Chapter

Inscriptions of Early Byzantium and the Continuity of Ancient Onomastics

Denis Feissel

in Epigraphy and the Historical Sciences

Published by British Academy

Published in print June 2012 | ISBN: 9780197265062
Published online January 2013 | e-ISBN: 9780191754173 | DOI: http://dx.doi.org/10.5871/bacad/9780197265062.003.0001

Series: Proceedings of the British Academy

Inscriptions of Early Byzantium and the Continuity of Ancient Onomastics

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Greek and Latin inscriptions are now fully embraced within the study of Late Antiquity and the Byzantine Era. At Constantinople, inscriptions of the Byzantine era were displayed along with ancient texts imported from elsewhere in the Empire, symbolising the welding of Hellenism and Romanitas. While the number and variety of texts do not match those of earlier eras, they can furnish evidence for several aspects of society. Personal names recorded on inscriptions reveal the impact of the Latin West and of Christianity on the Greek East, in the choice of names and the styles of nomenclature. The survival of names of local origin, from Thrace, Anatolia and Syria, areas where Greek was later imposed on an earlier substrate not always written, reveals the vigour of local traditions.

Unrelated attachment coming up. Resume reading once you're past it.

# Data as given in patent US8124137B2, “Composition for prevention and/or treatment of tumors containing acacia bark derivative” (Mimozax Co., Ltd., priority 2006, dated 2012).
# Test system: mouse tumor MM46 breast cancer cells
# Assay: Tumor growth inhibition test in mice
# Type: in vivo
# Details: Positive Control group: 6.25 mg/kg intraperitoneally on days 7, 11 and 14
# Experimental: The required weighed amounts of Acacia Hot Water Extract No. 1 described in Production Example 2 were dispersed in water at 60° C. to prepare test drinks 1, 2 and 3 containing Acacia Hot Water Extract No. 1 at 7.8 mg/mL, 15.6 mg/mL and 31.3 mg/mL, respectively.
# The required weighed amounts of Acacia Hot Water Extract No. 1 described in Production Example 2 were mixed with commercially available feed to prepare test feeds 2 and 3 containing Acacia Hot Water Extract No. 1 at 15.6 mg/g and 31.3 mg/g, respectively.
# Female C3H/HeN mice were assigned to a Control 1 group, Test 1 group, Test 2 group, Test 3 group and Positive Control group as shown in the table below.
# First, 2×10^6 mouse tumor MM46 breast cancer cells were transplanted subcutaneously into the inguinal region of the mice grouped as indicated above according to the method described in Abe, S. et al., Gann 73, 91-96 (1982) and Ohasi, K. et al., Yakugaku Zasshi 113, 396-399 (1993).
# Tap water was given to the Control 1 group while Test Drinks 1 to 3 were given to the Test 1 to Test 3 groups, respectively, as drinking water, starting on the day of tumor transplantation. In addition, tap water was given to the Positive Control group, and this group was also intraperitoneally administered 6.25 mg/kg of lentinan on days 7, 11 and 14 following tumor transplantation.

Keywords: Late Antiquity; Constantinople inscriptions; Byzantine Era; Latin West; Christianity; Greek East; Thrace; Anatolia; Syria

Chapter.  6912 words. 

Subjects: Classical History

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